Building an art collection is not rocket science. At least, it’s not science. You don’t just identify what you want and then go out and get it. Chances are, when you look for a specific thing, you will not find it—until you stop looking for it. I’m a great believer in serendipity, keeping oneself open to all possibilities so that when something unsought but irresistible shows up one can carpe diem—seize the day.
The Museum really seized the day—April 29 to be exact—when we entered the fray of the largest auction of Jewish ceremonial art in decades, the sale of the Michael and Judy Steinhardt Judaica Collection at Sotheby’s, New York (video: A Treasured Legacy). A highly successful hedge fund manager, Michael Steinhardt is one of the most innovative and generous philanthropists of Jewish causes. He is also a famous contrarian: in 2011 he delivered the NCMA’s annual Kanof Lecture on the topic: “Reflections of a Judaica Collector Who Is Both an Atheist and Deeply Jewish.”
Collecting Judaica as part of their general interest in Jewish culture, Steinhardt and his wife, Judy, eventually built one of the largest private collections of its type in the world. The collection ranged in time from biblical antiquity to the present and included many rare and extraordinary items, chief among them a beautifully illuminated 15th-century Italian manuscript of the Mishneh Torah.
In January Sotheby’s announced the sale of the Steinhardt collection. Though our coffer—the Judaic Art Fund—was low, we could not afford to pass up this unexpected opportunity. Trust in serendipity! While Sotheby’s was still cataloguing the nearly 400 lots in the sale, I arranged to preview the entire sale with Gabriel Goldstein, our consulting curator of Judaica. We initially identified 11 pieces of highest interest for the Museum’s Judaic Art Gallery. We looked for objects that were beautifully designed and crafted and that made a clear statement of their purpose. And since art is fundamentally about the stories we tell, we also looked for pieces that would add the most to the evolving narrative of our Judaic art collection. Further research and discussions with Sotheby’s experts and other scholars reduced our wish list to six pieces. Emergency fund-raising commenced through the Friends of the Judaic Art Gallery. By April 29 we had secured sufficient contributions and pledges to bid competitively for five of the six targeted lots. We set maximum limits for each bid.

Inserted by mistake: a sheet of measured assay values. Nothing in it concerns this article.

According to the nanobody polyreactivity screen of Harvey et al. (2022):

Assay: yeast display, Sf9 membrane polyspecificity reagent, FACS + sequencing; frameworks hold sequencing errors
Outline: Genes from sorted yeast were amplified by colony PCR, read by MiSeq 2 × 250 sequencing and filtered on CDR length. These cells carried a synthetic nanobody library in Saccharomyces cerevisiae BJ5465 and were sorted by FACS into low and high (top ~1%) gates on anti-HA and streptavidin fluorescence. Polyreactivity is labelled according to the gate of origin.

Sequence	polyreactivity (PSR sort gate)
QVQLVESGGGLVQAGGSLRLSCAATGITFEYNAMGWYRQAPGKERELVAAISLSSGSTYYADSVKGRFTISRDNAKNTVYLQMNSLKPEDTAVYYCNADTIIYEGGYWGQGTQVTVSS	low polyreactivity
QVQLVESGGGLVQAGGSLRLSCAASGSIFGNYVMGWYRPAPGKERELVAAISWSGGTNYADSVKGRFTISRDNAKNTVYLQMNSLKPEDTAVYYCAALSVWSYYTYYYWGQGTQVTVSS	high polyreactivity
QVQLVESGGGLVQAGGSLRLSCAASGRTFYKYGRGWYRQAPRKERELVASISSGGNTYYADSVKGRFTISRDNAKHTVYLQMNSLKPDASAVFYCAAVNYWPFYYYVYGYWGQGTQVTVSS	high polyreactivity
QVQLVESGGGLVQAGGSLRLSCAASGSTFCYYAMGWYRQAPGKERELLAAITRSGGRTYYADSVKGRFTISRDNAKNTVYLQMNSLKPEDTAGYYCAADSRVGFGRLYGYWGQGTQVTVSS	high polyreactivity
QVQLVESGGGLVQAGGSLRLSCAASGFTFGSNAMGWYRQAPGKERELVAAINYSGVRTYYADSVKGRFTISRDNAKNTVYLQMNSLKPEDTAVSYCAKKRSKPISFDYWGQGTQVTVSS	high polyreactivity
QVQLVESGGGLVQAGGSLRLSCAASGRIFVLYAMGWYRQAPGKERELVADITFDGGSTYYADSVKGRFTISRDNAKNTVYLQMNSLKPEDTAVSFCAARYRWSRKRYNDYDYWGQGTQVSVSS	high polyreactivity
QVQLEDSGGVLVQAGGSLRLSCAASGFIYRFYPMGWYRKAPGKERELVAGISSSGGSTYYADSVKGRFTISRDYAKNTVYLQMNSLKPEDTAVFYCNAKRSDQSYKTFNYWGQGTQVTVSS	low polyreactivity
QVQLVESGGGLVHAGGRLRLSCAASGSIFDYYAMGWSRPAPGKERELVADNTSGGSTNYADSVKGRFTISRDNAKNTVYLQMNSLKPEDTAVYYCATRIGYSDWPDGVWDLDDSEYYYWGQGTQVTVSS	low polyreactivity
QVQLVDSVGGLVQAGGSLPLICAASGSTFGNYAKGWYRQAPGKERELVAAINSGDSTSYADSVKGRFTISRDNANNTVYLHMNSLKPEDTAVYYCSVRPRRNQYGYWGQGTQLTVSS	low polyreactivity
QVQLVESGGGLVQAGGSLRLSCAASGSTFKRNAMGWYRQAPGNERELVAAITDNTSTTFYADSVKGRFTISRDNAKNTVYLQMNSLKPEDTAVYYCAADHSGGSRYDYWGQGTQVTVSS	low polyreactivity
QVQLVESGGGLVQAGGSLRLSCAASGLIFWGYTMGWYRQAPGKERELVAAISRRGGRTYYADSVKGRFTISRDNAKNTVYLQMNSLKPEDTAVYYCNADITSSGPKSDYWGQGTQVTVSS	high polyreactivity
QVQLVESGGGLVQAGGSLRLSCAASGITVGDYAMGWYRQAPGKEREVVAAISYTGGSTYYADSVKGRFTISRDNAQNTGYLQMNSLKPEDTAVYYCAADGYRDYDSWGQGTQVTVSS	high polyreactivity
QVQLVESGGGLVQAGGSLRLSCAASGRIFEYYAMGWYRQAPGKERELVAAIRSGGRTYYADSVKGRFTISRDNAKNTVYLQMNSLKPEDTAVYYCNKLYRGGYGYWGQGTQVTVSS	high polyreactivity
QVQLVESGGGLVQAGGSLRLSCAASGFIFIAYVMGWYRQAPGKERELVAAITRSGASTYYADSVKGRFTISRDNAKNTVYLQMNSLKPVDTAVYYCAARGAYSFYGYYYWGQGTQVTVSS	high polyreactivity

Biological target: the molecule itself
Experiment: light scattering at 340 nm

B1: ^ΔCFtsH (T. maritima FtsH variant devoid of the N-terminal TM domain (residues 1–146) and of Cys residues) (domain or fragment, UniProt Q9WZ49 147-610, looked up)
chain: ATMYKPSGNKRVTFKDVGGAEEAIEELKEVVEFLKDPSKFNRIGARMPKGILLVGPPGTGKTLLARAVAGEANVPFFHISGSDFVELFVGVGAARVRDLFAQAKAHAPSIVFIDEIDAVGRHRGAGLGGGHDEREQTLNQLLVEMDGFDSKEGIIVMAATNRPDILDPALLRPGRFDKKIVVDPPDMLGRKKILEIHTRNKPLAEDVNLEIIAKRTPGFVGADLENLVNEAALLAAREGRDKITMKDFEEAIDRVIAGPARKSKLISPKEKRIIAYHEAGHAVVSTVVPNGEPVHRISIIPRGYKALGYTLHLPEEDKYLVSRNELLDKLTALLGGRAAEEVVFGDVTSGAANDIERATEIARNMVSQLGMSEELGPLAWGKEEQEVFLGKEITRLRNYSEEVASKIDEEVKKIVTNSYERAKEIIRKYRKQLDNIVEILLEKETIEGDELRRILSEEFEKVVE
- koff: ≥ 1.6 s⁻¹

Sotheby’s promotion of this auction was over-the-top. In an effort to stir global interest, the highlights of the collection traveled to Europe, Russia, and Israel. A week prior to the sale, Sotheby’s presented the whole collection in a dramatic, museum-worthy exhibition at its Manhattan headquarters (video).
As with previous auctions, we arranged to do the bidding over speaker phone from my office. A representative from Sotheby’s was at the other end of the phone, and in the background you could hear the auctioneer coaxing bids from the room, the phone bank, and the Internet. The sale was long, divided into morning and afternoon sessions. We invited major contributors to sit in while their lots were cried. Some museum staff joined us. Even from a distance, you couldn’t help but feel the electrostatic thrill of an art auction. And when our lots came up, no one breathed.
“Fifty. You have fifty thousand against you. Do you want to bid sixty?”
“Sixty. There’s seventy on the floor. Do you want to bid eighty? Eighty-five?”
Inevitably, we lost several pieces we really wanted. A sumptuous Torah Crown from mid-18th-century Venice would have given us our first great piece of Italian synagogue silver. Alas, the Metropolitan Museum of Art bought it for $857,000. We also lost several smaller things when the bidding vaulted past our limits. However, there was little time for regrets. Another lot was coming up.
By late afternoon, we had won three lots against strong international competition. We prevailed because we simply wanted these pieces more than anyone else and we were fortunate to have lined up donors willing to stake us all the way. As I write the pieces are still in New York, waiting to be shipped to Raleigh. They will go on view in late October. I’ll write more about them in the fall.